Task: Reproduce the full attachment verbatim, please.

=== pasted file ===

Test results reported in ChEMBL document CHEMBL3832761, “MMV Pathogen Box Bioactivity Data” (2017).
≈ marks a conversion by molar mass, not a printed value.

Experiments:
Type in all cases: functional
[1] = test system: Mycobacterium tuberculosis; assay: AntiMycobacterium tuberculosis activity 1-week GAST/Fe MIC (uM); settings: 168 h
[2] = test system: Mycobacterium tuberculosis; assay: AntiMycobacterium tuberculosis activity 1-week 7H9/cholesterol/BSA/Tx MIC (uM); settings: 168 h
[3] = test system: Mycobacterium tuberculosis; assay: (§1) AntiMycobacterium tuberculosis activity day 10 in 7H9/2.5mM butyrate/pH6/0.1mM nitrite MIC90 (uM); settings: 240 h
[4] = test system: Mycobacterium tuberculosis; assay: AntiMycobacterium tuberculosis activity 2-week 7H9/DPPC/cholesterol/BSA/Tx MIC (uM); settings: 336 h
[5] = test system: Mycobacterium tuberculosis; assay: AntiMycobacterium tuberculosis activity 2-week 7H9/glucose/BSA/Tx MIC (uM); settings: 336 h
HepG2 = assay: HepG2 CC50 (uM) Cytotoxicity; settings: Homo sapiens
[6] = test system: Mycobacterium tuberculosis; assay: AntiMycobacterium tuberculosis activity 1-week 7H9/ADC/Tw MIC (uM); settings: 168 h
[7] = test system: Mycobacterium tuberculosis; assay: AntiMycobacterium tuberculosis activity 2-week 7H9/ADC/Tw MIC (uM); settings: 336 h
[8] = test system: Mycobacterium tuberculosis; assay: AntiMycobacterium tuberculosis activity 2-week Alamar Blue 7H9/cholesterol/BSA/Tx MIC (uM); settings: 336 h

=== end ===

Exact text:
Test results reported in ChEMBL document CHEMBL3832761, “MMV Pathogen Box Bioactivity Data” (2017).
≈ marks a conversion by molar mass, not a printed value.

Experiments:
Type in all cases: functional
[1] = test system: Mycobacterium tuberculosis; assay: AntiMycobacterium tuberculosis activity 1-week GAST/Fe MIC (uM); settings: 168 h
[2] = test system: Mycobacterium tuberculosis; assay: AntiMycobacterium tuberculosis activity 1-week 7H9/cholesterol/BSA/Tx MIC (uM); settings: 168 h
[3] = test system: Mycobacterium tuberculosis; assay: (§1) AntiMycobacterium tuberculosis activity day 10 in 7H9/2.5mM butyrate/pH6/0.1mM nitrite MIC90 (uM); settings: 240 h
[4] = test system: Mycobacterium tuberculosis; assay: AntiMycobacterium tuberculosis activity 2-week 7H9/DPPC/cholesterol/BSA/Tx MIC (uM); settings: 336 h
[5] = test system: Mycobacterium tuberculosis; assay: AntiMycobacterium tuberculosis activity 2-week 7H9/glucose/BSA/Tx MIC (uM); settings: 336 h
HepG2 = assay: HepG2 CC50 (uM) Cytotoxicity; settings: Homo sapiens
[6] = test system: Mycobacterium tuberculosis; assay: AntiMycobacterium tuberculosis activity 1-week 7H9/ADC/Tw MIC (uM); settings: 168 h
[7] = test system: Mycobacterium tuberculosis; assay: AntiMycobacterium tuberculosis activity 2-week 7H9/ADC/Tw MIC (uM); settings: 336 h
[8] = test system: Mycobacterium tuberculosis; assay: AntiMycobacterium tuberculosis activity 2-week Alamar Blue 7H9/cholesterol/BSA/Tx MIC (uM); settings: 336 h